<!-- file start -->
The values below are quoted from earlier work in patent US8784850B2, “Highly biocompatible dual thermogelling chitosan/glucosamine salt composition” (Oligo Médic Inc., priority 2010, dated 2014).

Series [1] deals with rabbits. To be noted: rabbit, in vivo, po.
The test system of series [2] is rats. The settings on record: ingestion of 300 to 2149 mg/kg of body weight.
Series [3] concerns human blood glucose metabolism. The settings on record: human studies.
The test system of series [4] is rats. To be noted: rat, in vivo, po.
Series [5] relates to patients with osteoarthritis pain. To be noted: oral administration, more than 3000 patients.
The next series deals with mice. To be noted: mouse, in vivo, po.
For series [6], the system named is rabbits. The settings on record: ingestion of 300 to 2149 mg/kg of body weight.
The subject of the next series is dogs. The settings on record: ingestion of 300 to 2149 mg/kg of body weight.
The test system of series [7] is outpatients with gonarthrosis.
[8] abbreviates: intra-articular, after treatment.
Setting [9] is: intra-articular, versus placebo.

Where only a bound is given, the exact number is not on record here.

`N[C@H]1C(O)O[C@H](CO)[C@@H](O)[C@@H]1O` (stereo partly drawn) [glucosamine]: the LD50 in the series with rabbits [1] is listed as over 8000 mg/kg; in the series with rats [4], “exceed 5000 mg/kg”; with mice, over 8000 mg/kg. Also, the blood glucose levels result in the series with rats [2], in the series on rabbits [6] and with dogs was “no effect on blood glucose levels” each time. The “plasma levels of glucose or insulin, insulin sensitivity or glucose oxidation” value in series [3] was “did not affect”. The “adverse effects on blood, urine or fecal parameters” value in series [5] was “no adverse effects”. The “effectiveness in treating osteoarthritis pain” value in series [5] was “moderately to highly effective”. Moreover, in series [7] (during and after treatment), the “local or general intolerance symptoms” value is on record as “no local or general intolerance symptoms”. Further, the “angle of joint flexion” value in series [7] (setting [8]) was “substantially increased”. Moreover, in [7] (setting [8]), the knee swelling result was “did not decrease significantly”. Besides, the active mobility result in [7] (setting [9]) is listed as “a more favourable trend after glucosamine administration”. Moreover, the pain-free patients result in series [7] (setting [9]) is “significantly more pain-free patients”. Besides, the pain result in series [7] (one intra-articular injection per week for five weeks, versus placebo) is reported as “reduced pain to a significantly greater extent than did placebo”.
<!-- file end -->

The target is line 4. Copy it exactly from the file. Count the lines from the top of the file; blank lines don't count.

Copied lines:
Series [3] concerns human blood glucose metabolism. The settings on record: human studies.